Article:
Nikki Slowey: Why flexible working could be worth embracing

Too few jobs are advertised as offering flexibility and this has consequences for workers and workplaces, our society and economy. Picture: Catherine Yeulet
Too few jobs are advertised as offering flexibility and this has consequences for workers and workplaces, our society and economy. Picture: Catherine Yeulet
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Employee expectations and changing workplace demographics mean different opportunities are out there, says Nikki Slowey

‘Hello! Is there anybody out there” an army of workers are currently yelling into the void that is the flexible job market.

Flexible working is becoming a reality for more workers and while not quite the norm there is an appetite for change brought about by employee expectations, changing workplace demographics and a realisation by employers that flexibility is remarkably good for business. The Scottish Top Employers for Working Families Awards run by Family Friendly Working Scotland show us that more and more organisations offer flexible or agile working for existing employees.

Yet there is a real lag is when it comes to flexible recruitment - too few jobs are advertised as offering flexibility and this has consequences for workers and workplaces, our society and economy. However if we were to reverse this and the starting point was flexibility by default employers and workers would both benefit.

The first annual index tracking the UK’s ‘flexible hiring’ practice was published by the organisation Timewise last year, revealing that only 6% of job ads offer flexible working, while almost half of employees want it.

Research, funded by Joseph Rowntree Foundation, revealed that unlocking a higher volume of quality jobs to flexible or part time hours could tackle underemployment, and also help businesses to attract the best talent. Flexible hiring could improve business performance and living standards.

The report suggests:

• 1.9 million people could benefit from a quality flexible job and have the necessary qualifications, of whom 202,300 are in poverty;

• Demand for flexible jobs (47 per cent across all salary levels) is far in excess of supply.

There is a huge talent pool out there which is not being tapped into, simply because not enough jobs are being advertised flexibly.

This not just an issue for parents and carers. Young people entering the job market today have different expectations about how they will balance work and home life. They expect a degree of flexibility. Employers keen to recruit and retain millennials in their workforce to fill the talent pipeline will need to consider how they meet these expectations.

Without a flexible job market a bottleneck is being created, with employees becoming ‘stuck’ in their current flexible jobs. They may even trade down to get flexibility. The Working Families ‘Modern Families Index’ research highlighted that young fathers in particular were willing to take a pay cut for a better work life balance and were most likely to feel resentful towards their employer.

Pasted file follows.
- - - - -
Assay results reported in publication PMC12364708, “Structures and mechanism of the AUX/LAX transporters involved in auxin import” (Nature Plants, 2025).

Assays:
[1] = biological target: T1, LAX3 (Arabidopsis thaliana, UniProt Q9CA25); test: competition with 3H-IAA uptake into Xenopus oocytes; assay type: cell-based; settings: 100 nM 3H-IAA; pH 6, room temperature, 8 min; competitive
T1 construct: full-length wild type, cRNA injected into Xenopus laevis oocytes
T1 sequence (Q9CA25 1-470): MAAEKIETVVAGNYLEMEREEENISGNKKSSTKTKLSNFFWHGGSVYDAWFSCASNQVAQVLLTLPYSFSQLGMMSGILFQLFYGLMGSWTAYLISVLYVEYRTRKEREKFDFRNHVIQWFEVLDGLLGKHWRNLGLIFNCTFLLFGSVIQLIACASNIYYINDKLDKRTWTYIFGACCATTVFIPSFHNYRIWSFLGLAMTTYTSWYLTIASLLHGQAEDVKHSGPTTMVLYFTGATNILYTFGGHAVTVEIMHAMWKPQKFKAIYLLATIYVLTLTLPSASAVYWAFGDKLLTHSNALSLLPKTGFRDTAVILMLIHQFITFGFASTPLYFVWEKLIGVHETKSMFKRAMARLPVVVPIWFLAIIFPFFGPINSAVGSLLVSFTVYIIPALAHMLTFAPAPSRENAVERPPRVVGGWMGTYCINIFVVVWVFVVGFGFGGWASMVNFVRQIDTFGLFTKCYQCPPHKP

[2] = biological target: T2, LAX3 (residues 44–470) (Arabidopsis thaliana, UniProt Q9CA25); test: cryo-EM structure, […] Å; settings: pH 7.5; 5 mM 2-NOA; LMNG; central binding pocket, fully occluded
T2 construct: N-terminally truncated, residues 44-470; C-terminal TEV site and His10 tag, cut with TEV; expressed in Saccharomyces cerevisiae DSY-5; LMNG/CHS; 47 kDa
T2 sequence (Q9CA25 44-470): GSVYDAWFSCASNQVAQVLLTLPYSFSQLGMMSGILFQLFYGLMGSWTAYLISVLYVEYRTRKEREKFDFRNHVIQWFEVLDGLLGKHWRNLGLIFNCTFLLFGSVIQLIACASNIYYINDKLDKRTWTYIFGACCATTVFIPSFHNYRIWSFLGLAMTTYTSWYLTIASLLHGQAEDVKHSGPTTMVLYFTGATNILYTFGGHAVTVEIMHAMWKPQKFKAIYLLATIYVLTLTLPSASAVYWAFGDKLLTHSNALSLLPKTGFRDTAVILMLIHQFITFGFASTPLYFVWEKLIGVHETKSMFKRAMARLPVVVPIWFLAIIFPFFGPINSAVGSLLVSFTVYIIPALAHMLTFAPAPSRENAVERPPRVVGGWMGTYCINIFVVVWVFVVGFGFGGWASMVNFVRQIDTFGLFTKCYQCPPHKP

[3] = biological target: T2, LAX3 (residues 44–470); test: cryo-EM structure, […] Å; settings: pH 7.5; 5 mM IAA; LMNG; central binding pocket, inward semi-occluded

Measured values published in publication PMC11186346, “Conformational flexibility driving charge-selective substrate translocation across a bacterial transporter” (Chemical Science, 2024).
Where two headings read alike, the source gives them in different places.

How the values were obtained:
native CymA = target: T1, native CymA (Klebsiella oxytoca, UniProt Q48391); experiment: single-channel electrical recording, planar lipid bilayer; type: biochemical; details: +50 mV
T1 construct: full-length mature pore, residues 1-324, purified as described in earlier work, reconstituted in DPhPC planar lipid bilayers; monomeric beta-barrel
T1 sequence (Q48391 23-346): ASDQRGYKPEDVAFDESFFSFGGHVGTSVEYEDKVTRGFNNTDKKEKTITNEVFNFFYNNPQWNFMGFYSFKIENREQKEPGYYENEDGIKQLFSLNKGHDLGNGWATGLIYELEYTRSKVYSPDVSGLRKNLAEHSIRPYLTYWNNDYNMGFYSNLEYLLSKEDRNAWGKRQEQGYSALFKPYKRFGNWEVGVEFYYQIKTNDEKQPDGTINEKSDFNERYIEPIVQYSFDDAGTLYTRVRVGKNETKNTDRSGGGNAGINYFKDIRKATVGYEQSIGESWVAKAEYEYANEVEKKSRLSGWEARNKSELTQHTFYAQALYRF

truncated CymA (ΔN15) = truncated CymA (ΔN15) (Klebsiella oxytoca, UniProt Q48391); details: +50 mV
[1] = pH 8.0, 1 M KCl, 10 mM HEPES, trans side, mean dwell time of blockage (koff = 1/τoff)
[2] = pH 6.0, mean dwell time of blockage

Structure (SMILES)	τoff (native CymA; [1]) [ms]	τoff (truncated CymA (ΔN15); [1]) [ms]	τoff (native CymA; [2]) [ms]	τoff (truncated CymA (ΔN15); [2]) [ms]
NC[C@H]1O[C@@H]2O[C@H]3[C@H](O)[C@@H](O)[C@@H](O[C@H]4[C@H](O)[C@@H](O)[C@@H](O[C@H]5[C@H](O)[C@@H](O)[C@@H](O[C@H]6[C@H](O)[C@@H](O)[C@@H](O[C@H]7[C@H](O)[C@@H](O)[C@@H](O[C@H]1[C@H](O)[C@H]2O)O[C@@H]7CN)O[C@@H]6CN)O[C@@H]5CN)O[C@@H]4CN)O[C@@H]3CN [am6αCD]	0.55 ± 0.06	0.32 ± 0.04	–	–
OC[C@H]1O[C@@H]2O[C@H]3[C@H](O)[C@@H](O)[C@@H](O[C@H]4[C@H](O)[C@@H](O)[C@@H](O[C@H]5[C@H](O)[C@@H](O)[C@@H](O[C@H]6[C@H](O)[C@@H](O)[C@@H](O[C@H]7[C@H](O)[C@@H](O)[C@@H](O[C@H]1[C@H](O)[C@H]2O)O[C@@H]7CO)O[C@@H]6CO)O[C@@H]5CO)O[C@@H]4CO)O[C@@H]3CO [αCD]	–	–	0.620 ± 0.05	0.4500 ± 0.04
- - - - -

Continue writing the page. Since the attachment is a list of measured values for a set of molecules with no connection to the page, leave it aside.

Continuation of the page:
Many people are simply locked out the labour market altogether as they cannot find a role that offers them the flexibility they need to balance caring responsibilities. Working Families ‘Off Balance’ survey found that nine out of ten parents of disabled children not currently working, would like to be.

So businesses are losing out through the under-utilisation of skills, and the loss of valuable employees.

New part-time or flexible job vacancies are necessary to enable workless people in low-income households to enter the jobs market on a flexible basis, and for people in low-paid part-time work to progress to new jobs with better pay while retaining their flexibility.

One of the main business benefits of being a flexible employer is improved recruitment. Flexibility also improves retention and reduces absenteeism. Other business benefits include increased employee engagement and motivation along with increased productivity. When it comes to building the business case for embedded agile working there’s so much information out there it can be hard to know where to start. Working Families have recently produced an on online, step-by-step guide to help employers.

We would urge employers to begin using the ‘Happy to Talk Flexible Working’ strapline and logo, which was developed by Working Families, the TUC, CBI and other leading business organisations. Using ‘Happy to Talk Flexible Working’ logo as part of job adverts, signals in an effective way that for this job there is the option for flexible working.

Many progressive organisations are embracing flexible working and it would be transformational for workers and business alike if more job adverts included these five words. Timewise research indicates that half of people wouldn’t ask about flexible working of it is not mentioned in the job advert. Using ‘Happy to Talk Flexible Working’ would increase the quality and quantity of applicants and potentially solve problems for organisations that experience skills shortages.

Flexible hiring will help create a fair, balanced and productive workforce for Scotland.

For more information on ‘Happy to Talk Flexible Working’ or for information on any aspect of family friendly working please visit http://familyfriendlyworkingscotland.org.uk/

• Nikki Slowey, Programme Director, Family Friendly Working Scotland

• Family Friendly Working Scotland (FFWS) was established in 2014 and supports and promotes the development of family friendly workplaces in Scotland. FFWS is a partnership between Working Families, Parenting Across Scotland, Fathers Network Scotland and the Scottish Government. FFWS is funded and supported by the Scottish Government.